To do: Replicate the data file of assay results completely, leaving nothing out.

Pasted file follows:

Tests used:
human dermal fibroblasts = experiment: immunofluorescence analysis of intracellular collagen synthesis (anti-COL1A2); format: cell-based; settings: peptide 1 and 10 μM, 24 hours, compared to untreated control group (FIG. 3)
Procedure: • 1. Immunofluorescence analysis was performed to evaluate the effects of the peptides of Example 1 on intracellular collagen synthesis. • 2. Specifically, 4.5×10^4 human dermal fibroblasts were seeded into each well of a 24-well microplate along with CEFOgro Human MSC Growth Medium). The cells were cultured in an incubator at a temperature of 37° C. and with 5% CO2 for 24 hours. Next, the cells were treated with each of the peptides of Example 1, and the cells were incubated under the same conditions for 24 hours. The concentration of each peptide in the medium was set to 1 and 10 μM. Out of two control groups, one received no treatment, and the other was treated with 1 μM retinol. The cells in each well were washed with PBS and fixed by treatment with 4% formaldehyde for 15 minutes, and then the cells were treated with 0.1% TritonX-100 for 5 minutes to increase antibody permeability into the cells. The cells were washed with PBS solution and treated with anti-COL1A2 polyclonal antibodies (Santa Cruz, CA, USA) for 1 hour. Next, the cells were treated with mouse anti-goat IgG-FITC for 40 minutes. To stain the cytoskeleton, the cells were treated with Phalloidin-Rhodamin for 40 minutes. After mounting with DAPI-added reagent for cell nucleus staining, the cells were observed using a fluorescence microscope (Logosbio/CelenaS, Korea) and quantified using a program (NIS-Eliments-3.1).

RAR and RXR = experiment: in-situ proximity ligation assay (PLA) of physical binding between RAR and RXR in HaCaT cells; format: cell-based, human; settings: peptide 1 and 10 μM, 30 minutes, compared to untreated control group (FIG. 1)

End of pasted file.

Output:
Tests used:
human dermal fibroblasts = experiment: immunofluorescence analysis of intracellular collagen synthesis (anti-COL1A2); format: cell-based; settings: peptide 1 and 10 μM, 24 hours, compared to untreated control group (FIG. 3)
Procedure: • 1. Immunofluorescence analysis was performed to evaluate the effects of the peptides of Example 1 on intracellular collagen synthesis. • 2. Specifically, 4.5×10^4 human dermal fibroblasts were seeded into each well of a 24-well microplate along with CEFOgro Human MSC Growth Medium). The cells were cultured in an incubator at a temperature of 37° C. and with 5% CO2 for 24 hours. Next, the cells were treated with each of the peptides of Example 1, and the cells were incubated under the same conditions for 24 hours. The concentration of each peptide in the medium was set to 1 and 10 μM. Out of two control groups, one received no treatment, and the other was treated with 1 μM retinol. The cells in each well were washed with PBS and fixed by treatment with 4% formaldehyde for 15 minutes, and then the cells were treated with 0.1% TritonX-100 for 5 minutes to increase antibody permeability into the cells. The cells were washed with PBS solution and treated with anti-COL1A2 polyclonal antibodies (Santa Cruz, CA, USA) for 1 hour. Next, the cells were treated with mouse anti-goat IgG-FITC for 40 minutes. To stain the cytoskeleton, the cells were treated with Phalloidin-Rhodamin for 40 minutes. After mounting with DAPI-added reagent for cell nucleus staining, the cells were observed using a fluorescence microscope (Logosbio/CelenaS, Korea) and quantified using a program (NIS-Eliments-3.1).

RAR and RXR = experiment: in-situ proximity ligation assay (PLA) of physical binding between RAR and RXR in HaCaT cells; format: cell-based, human; settings: peptide 1 and 10 μM, 30 minutes, compared to untreated control group (FIG. 1)